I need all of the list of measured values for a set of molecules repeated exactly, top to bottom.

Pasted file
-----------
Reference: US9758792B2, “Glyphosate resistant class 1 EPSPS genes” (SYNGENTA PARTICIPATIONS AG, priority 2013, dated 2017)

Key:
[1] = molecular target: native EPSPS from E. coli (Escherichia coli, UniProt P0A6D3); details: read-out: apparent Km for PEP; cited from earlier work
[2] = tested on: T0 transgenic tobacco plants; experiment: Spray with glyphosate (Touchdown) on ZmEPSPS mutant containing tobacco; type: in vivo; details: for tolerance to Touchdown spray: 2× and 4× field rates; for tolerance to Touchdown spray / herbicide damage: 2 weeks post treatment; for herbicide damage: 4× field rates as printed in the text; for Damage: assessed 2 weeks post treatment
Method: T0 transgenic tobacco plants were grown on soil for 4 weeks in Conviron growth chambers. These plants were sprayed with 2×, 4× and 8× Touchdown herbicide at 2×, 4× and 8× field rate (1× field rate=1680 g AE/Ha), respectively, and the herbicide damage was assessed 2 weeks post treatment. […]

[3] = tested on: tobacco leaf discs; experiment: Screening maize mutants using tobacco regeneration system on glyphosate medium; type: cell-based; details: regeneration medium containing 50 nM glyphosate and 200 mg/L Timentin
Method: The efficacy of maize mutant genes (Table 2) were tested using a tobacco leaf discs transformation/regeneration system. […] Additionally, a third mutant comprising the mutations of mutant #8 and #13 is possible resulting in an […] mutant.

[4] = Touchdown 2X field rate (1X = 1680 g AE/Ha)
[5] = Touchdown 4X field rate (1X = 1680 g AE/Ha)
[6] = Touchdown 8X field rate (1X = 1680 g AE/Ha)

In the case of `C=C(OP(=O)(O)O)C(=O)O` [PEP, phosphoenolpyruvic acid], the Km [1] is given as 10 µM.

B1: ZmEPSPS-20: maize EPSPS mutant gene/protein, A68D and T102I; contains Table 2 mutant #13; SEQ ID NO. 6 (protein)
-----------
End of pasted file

Reference: US9758792B2, “Glyphosate resistant class 1 EPSPS genes” (SYNGENTA PARTICIPATIONS AG, priority 2013, dated 2017)

Key:
[1] = molecular target: native EPSPS from E. coli (Escherichia coli, UniProt P0A6D3); details: read-out: apparent Km for PEP; cited from earlier work
[2] = tested on: T0 transgenic tobacco plants; experiment: Spray with glyphosate (Touchdown) on ZmEPSPS mutant containing tobacco; type: in vivo; details: for tolerance to Touchdown spray: 2× and 4× field rates; for tolerance to Touchdown spray / herbicide damage: 2 weeks post treatment; for herbicide damage: 4× field rates as printed in the text; for Damage: assessed 2 weeks post treatment
Method: T0 transgenic tobacco plants were grown on soil for 4 weeks in Conviron growth chambers. These plants were sprayed with 2×, 4× and 8× Touchdown herbicide at 2×, 4× and 8× field rate (1× field rate=1680 g AE/Ha), respectively, and the herbicide damage was assessed 2 weeks post treatment. […]

[3] = tested on: tobacco leaf discs; experiment: Screening maize mutants using tobacco regeneration system on glyphosate medium; type: cell-based; details: regeneration medium containing 50 nM glyphosate and 200 mg/L Timentin
Method: The efficacy of maize mutant genes (Table 2) were tested using a tobacco leaf discs transformation/regeneration system. […] Additionally, a third mutant comprising the mutations of mutant #8 and #13 is possible resulting in an […] mutant.

[4] = Touchdown 2X field rate (1X = 1680 g AE/Ha)
[5] = Touchdown 4X field rate (1X = 1680 g AE/Ha)
[6] = Touchdown 8X field rate (1X = 1680 g AE/Ha)

In the case of `C=C(OP(=O)(O)O)C(=O)O` [PEP, phosphoenolpyruvic acid], the Km [1] is given as 10 µM.

B1: ZmEPSPS-20: maize EPSPS mutant gene/protein, A68D and T102I; contains Table 2 mutant #13; SEQ ID NO. 6 (protein)